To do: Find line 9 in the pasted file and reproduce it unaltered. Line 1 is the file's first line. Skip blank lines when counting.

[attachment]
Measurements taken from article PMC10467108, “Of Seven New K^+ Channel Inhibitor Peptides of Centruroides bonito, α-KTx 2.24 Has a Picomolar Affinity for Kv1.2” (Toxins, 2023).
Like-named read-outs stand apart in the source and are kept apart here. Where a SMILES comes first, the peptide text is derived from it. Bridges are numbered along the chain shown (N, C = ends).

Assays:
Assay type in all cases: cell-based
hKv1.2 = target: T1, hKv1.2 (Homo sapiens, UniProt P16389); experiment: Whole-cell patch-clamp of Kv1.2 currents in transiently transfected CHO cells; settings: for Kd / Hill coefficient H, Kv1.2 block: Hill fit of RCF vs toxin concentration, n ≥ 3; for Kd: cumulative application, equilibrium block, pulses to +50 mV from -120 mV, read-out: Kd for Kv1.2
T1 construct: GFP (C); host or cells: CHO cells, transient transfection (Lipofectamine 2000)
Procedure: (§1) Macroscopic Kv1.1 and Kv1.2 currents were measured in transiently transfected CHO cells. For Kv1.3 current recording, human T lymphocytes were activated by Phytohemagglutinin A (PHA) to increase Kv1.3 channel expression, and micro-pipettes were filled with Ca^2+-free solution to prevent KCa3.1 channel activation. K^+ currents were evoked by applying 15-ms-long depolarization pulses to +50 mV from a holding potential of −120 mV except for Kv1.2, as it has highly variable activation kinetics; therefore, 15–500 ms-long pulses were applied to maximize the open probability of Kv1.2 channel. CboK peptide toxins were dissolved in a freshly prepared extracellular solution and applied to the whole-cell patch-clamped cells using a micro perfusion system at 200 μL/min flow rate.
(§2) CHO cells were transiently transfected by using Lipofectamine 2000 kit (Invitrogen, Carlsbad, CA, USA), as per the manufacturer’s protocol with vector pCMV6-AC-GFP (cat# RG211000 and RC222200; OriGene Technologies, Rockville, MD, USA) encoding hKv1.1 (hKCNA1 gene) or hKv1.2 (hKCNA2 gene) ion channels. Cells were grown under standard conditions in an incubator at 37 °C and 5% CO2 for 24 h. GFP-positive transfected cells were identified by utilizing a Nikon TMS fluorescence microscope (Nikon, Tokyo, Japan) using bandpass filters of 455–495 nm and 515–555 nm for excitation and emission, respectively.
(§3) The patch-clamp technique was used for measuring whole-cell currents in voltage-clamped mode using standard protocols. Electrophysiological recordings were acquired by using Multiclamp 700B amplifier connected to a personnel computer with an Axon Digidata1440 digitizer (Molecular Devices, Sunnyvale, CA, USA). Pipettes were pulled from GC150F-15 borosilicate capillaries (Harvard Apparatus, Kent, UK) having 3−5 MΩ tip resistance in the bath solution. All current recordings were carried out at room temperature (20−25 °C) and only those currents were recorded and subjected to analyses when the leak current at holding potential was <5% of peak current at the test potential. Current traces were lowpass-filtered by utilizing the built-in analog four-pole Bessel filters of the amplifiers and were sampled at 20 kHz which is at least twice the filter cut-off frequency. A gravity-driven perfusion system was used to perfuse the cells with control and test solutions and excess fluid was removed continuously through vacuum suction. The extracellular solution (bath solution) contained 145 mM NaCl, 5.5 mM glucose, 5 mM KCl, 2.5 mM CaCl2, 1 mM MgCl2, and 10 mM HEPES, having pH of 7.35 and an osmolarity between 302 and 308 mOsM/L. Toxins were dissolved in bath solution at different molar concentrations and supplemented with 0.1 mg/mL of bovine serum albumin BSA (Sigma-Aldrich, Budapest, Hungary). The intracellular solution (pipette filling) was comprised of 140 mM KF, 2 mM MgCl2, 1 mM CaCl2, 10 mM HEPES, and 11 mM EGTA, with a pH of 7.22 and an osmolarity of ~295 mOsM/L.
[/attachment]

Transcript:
(§3) The patch-clamp technique was used for measuring whole-cell currents in voltage-clamped mode using standard protocols. Electrophysiological recordings were acquired by using Multiclamp 700B amplifier connected to a personnel computer with an Axon Digidata1440 digitizer (Molecular Devices, Sunnyvale, CA, USA). Pipettes were pulled from GC150F-15 borosilicate capillaries (Harvard Apparatus, Kent, UK) having 3−5 MΩ tip resistance in the bath solution. All current recordings were carried out at room temperature (20−25 °C) and only those currents were recorded and subjected to analyses when the leak current at holding potential was <5% of peak current at the test potential. Current traces were lowpass-filtered by utilizing the built-in analog four-pole Bessel filters of the amplifiers and were sampled at 20 kHz which is at least twice the filter cut-off frequency. A gravity-driven perfusion system was used to perfuse the cells with control and test solutions and excess fluid was removed continuously through vacuum suction. The extracellular solution (bath solution) contained 145 mM NaCl, 5.5 mM glucose, 5 mM KCl, 2.5 mM CaCl2, 1 mM MgCl2, and 10 mM HEPES, having pH of 7.35 and an osmolarity between 302 and 308 mOsM/L. Toxins were dissolved in bath solution at different molar concentrations and supplemented with 0.1 mg/mL of bovine serum albumin BSA (Sigma-Aldrich, Budapest, Hungary). The intracellular solution (pipette filling) was comprised of 140 mM KF, 2 mM MgCl2, 1 mM CaCl2, 10 mM HEPES, and 11 mM EGTA, with a pH of 7.22 and an osmolarity of ~295 mOsM/L.